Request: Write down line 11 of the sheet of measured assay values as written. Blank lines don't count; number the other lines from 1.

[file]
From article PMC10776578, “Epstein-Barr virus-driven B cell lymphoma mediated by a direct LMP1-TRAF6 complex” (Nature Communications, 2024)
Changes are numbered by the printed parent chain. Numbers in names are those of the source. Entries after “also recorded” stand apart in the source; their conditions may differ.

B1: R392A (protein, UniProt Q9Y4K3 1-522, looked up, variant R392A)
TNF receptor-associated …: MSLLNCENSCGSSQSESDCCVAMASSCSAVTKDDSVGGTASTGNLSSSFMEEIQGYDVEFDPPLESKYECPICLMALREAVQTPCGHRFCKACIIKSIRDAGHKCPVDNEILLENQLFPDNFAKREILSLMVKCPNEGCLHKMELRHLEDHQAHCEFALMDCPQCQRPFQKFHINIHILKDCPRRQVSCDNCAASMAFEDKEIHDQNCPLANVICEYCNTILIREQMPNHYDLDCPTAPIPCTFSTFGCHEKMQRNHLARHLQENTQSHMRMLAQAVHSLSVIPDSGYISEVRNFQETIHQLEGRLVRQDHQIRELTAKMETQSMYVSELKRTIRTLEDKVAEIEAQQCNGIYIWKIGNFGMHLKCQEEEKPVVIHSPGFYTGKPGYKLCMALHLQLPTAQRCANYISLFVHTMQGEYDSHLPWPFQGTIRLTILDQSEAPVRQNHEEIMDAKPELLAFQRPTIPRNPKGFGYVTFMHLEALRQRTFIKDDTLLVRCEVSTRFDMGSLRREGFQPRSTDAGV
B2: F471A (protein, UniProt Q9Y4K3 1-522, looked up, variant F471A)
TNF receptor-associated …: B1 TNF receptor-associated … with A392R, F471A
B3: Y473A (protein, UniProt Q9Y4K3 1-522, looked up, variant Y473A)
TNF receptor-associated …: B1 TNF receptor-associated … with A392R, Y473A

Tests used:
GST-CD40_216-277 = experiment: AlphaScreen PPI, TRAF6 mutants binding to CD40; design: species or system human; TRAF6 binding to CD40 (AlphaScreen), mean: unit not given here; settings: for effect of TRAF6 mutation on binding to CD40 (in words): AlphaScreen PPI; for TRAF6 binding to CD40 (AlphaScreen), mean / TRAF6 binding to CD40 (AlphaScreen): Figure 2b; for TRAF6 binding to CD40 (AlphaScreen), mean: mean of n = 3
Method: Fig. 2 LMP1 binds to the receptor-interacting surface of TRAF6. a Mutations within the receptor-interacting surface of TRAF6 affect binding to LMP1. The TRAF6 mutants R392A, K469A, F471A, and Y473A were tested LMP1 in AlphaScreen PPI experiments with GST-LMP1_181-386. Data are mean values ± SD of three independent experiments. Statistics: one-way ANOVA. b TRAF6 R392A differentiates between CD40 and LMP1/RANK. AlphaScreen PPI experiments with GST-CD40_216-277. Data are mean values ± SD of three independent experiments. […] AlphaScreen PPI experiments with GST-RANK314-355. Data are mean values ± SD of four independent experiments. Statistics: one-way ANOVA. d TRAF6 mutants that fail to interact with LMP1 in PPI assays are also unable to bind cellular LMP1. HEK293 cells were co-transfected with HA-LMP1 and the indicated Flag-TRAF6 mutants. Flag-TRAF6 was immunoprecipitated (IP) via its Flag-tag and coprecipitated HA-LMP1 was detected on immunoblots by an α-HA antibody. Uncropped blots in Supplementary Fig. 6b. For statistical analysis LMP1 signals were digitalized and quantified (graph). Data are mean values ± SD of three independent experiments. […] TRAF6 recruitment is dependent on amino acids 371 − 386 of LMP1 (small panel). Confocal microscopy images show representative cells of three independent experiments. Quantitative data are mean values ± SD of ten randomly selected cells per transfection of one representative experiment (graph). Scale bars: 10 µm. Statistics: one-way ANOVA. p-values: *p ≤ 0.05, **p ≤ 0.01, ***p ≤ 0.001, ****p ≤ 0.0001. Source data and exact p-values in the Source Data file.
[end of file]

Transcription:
Method: Fig. 2 LMP1 binds to the receptor-interacting surface of TRAF6. a Mutations within the receptor-interacting surface of TRAF6 affect binding to LMP1. The TRAF6 mutants R392A, K469A, F471A, and Y473A were tested LMP1 in AlphaScreen PPI experiments with GST-LMP1_181-386. Data are mean values ± SD of three independent experiments. Statistics: one-way ANOVA. b TRAF6 R392A differentiates between CD40 and LMP1/RANK. AlphaScreen PPI experiments with GST-CD40_216-277. Data are mean values ± SD of three independent experiments. […] AlphaScreen PPI experiments with GST-RANK314-355. Data are mean values ± SD of four independent experiments. Statistics: one-way ANOVA. d TRAF6 mutants that fail to interact with LMP1 in PPI assays are also unable to bind cellular LMP1. HEK293 cells were co-transfected with HA-LMP1 and the indicated Flag-TRAF6 mutants. Flag-TRAF6 was immunoprecipitated (IP) via its Flag-tag and coprecipitated HA-LMP1 was detected on immunoblots by an α-HA antibody. Uncropped blots in Supplementary Fig. 6b. For statistical analysis LMP1 signals were digitalized and quantified (graph). Data are mean values ± SD of three independent experiments. […] TRAF6 recruitment is dependent on amino acids 371 − 386 of LMP1 (small panel). Confocal microscopy images show representative cells of three independent experiments. Quantitative data are mean values ± SD of ten randomly selected cells per transfection of one representative experiment (graph). Scale bars: 10 µm. Statistics: one-way ANOVA. p-values: *p ≤ 0.05, **p ≤ 0.01, ***p ≤ 0.001, ****p ≤ 0.0001. Source data and exact p-values in the Source Data file.